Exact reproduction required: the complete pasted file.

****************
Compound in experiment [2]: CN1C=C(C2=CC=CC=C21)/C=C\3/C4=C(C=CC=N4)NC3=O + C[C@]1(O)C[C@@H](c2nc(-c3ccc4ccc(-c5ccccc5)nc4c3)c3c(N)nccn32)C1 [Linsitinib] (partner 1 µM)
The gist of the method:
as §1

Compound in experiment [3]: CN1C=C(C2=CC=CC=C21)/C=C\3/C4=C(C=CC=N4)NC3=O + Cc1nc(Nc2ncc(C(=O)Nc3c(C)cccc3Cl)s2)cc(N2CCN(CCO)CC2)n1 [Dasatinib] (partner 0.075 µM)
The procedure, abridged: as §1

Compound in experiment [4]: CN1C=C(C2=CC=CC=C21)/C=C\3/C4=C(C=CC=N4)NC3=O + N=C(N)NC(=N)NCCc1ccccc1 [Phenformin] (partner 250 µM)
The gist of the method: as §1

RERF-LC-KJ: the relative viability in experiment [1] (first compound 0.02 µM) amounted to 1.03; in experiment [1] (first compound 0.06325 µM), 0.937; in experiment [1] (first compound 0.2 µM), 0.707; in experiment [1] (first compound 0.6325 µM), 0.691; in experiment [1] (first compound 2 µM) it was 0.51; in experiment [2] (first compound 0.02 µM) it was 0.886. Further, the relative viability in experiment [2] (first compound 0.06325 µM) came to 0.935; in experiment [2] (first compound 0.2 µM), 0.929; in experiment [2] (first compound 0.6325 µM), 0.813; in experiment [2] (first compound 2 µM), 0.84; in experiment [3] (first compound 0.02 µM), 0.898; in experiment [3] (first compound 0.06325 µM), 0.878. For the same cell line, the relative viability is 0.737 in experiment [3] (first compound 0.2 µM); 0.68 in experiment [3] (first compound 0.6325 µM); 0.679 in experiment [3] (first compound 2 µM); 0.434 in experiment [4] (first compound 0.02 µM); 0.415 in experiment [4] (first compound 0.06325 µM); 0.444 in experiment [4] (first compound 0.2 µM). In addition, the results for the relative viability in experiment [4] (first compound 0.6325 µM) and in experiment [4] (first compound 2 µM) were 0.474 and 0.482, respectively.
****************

Compound in experiment [2]: CN1C=C(C2=CC=CC=C21)/C=C\3/C4=C(C=CC=N4)NC3=O + C[C@]1(O)C[C@@H](c2nc(-c3ccc4ccc(-c5ccccc5)nc4c3)c3c(N)nccn32)C1 [Linsitinib] (partner 1 µM)
The gist of the method:
as §1

Compound in experiment [3]: CN1C=C(C2=CC=CC=C21)/C=C\3/C4=C(C=CC=N4)NC3=O + Cc1nc(Nc2ncc(C(=O)Nc3c(C)cccc3Cl)s2)cc(N2CCN(CCO)CC2)n1 [Dasatinib] (partner 0.075 µM)
The procedure, abridged: as §1

Compound in experiment [4]: CN1C=C(C2=CC=CC=C21)/C=C\3/C4=C(C=CC=N4)NC3=O + N=C(N)NC(=N)NCCc1ccccc1 [Phenformin] (partner 250 µM)
The gist of the method: as §1

RERF-LC-KJ: the relative viability in experiment [1] (first compound 0.02 µM) amounted to 1.03; in experiment [1] (first compound 0.06325 µM), 0.937; in experiment [1] (first compound 0.2 µM), 0.707; in experiment [1] (first compound 0.6325 µM), 0.691; in experiment [1] (first compound 2 µM) it was 0.51; in experiment [2] (first compound 0.02 µM) it was 0.886. Further, the relative viability in experiment [2] (first compound 0.06325 µM) came to 0.935; in experiment [2] (first compound 0.2 µM), 0.929; in experiment [2] (first compound 0.6325 µM), 0.813; in experiment [2] (first compound 2 µM), 0.84; in experiment [3] (first compound 0.02 µM), 0.898; in experiment [3] (first compound 0.06325 µM), 0.878. For the same cell line, the relative viability is 0.737 in experiment [3] (first compound 0.2 µM); 0.68 in experiment [3] (first compound 0.6325 µM); 0.679 in experiment [3] (first compound 2 µM); 0.434 in experiment [4] (first compound 0.02 µM); 0.415 in experiment [4] (first compound 0.06325 µM); 0.444 in experiment [4] (first compound 0.2 µM). In addition, the results for the relative viability in experiment [4] (first compound 0.6325 µM) and in experiment [4] (first compound 2 µM) were 0.474 and 0.482, respectively.